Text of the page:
Drag Temperature Model (DTM2020)
================================
Description of the model
------------------------
The semi-empirical Drag Temperature Model (DTM) predicts temperature, density and composition of the Earth's thermosphere, especially for the purpose of orbit computation. Operational and Research DTM2020 models were developed in the framework of the H2020 Space Weather Atmosphere Models and Indices project (SWAMI). The models provide low spatial and temporal resolution point-wise predictions as a function of location (altitude, latitude, longitude, local solar time), solar and geomagnetic activities, and season. The drivers of the operational model are F10.7 and Kp, whereas the more accurate research model uses a more representative but possibly less robust solar proxy, F30, and the new hourly geomagnetic index Hp60. The DTM2020 models are constructed by optimally fitting model coefficients to density, temperature, and composition measurements.
The backbone of the models is the complete CHAMP and GOCE high-resolution accelerometer-inferred density datasets, as well as SwarmA densities. Those density datasets were processed by TU Delft (Netherlands) using high fidelity satellite models and they are presently the standard for absolute density. As a result, the DTM2020 densities are on average 20-25% smaller than DTM2013.
The DTM2020 subroutines present in the MCM model are available at the :ref:`m_dtm: Drag Temperature Model (DTM)` module.
Density uncertainty
-------------------
An optional new feature of the operational DTM2020 is the possibility to compute the uncertainty of the density prediction.
The 1-sigma uncertainty provided in the model is given as a percentage of the value of the predicted density.
The uncertainty model is justified in the range [200 km - 500 km].
However, strong assumptions must be added to extend the altitude range from 100 km to 1000 km due to unavailability of data:
* at lower altitudes (< 200 km), a worst-case is chosen by fixing 1-sigma to their values at the altitude of 200 km,
* at higher altitudes (> 500 km), an optimistic case is assumed by keeping 1-sigma values at the 500 km level.
This 1-sigma uncertainty prediction can be obtained with the subroutine sigma_subroutine.f90 or via :func:`m_dtm/get_dtm2020_dens_uncertainty`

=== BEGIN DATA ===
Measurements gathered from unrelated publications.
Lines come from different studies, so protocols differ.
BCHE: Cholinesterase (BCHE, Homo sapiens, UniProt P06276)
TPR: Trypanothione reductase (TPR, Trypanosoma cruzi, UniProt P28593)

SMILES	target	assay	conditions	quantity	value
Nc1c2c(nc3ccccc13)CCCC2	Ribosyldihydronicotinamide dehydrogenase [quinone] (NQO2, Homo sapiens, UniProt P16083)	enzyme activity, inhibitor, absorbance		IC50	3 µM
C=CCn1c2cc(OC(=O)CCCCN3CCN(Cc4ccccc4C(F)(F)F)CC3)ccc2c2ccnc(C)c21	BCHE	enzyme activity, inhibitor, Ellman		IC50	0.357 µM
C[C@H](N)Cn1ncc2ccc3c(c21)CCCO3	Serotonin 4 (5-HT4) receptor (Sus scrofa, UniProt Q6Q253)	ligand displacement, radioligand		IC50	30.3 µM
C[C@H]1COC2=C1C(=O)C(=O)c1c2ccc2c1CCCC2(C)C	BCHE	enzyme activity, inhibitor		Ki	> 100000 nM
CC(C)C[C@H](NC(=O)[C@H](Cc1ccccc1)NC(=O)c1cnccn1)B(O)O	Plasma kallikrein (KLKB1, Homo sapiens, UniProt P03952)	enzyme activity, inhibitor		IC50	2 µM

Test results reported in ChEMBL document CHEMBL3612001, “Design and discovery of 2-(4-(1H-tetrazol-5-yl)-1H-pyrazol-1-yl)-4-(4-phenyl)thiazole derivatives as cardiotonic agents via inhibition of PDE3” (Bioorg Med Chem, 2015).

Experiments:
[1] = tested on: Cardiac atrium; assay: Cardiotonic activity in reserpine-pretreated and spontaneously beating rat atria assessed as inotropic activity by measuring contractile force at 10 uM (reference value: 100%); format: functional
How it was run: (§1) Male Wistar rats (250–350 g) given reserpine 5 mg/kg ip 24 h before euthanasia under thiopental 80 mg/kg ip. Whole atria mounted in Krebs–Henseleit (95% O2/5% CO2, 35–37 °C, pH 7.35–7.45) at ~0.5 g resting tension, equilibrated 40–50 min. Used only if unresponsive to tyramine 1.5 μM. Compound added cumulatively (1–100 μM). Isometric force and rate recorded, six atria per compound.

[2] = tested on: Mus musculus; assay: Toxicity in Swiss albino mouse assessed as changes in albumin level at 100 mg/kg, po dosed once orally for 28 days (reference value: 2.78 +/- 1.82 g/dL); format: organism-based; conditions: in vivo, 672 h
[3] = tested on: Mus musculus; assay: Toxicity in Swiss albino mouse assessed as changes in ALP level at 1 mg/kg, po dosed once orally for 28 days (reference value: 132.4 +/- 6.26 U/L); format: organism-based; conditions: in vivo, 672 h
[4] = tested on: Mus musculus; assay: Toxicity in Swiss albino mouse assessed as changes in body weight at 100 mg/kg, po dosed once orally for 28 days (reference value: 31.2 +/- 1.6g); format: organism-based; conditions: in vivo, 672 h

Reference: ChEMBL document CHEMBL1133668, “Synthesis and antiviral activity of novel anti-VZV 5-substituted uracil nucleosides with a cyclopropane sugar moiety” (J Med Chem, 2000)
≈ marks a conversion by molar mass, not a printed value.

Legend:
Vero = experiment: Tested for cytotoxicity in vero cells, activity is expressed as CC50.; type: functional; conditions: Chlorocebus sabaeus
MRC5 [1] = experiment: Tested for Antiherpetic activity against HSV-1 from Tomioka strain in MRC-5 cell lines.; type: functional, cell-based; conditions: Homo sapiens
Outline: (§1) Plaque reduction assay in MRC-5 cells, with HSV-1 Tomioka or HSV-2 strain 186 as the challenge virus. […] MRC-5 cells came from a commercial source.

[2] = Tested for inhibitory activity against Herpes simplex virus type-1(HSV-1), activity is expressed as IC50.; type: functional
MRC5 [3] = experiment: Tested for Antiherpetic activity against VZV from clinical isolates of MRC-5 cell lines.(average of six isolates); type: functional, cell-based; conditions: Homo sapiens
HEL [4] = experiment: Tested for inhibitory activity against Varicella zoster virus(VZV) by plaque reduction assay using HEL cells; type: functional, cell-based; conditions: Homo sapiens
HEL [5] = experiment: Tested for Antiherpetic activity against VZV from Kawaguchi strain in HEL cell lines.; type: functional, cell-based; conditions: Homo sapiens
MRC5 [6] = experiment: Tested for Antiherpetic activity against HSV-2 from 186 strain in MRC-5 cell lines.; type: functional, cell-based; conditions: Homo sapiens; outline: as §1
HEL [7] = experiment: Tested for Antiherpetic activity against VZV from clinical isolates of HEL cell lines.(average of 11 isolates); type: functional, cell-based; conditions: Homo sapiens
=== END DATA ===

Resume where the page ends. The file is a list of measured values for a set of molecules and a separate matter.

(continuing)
Implementation instructions
---------------------------
Implementation of DTM2020 - operational version
~~~~~~~~~~~~~~~~~~~~~~~~~~~~~~~~~~~~~~~~~~~~~~~
List of files (located in src/dtm2020):
* dtm2020_F107_Kp-subr.f90
* DTM_2020_F107_Kp
* sigma_subroutine.f90
* Mod_DTM2020F107Kp_Benchmark.f90
The dtm2020_F107_Kp-subr.f90 are used in combination with the model coefficient file DTM_2020_F107_Kp.
First read in the model coefficients by calling the subroutine lecdtm, the coefficients are then stored in common pardtm.
Provide the path to the model coefficient file in lecdtm if it is not in the local directory, and define tape number.
Then call the dtm3 subroutine, e.g.::
program x
call lecdtm
...[dtm2020_F107_Kp-subr_NoComm.f90, DTM_2020_F107_Kp,sigma_subroutine.f90,Mod_DTM2020F107Kp_Benchmark.f90]
...
do 10, ...
call dtm3(day,f,fbar,akp,alti,hl,alat,xlon,tz,tinf,ro,d,wmm)
...
The input parameters (real) are:
* day = day of year [1.-366.]
* f(2) = f(1)=instantaneous flux F10.7 at (t - 24hr) / f(2)=0.
* fbar(2)= fbar(1)=mean flux F10.7 of last 81 days at t / fbar(2)=0.
* akp(4) = akp(1)= kp delayed by 3 hour
* akp(3)=mean of last 24 hours
* akp(2) & akp(4)=0.
* alti = altitude (in km) greater than 120 km
* hl = local time (in radian: 0-24hr = 0-2pi)
* alat = latitude (in radian)
* xlon = longitude (in radian)
The output parameters (real) are:
* tz = temperature at altitude 'alti'
* tinf = exospheric temperature
* d(1) = partial density of atomic hydrogen (in gram/cm3)
* d(2) = partial density of helium
* d(3) = partial density of atomic oxygen
* d(4) = partial density of molecular nitrogen
* d(5) = partial density of molecular oxygen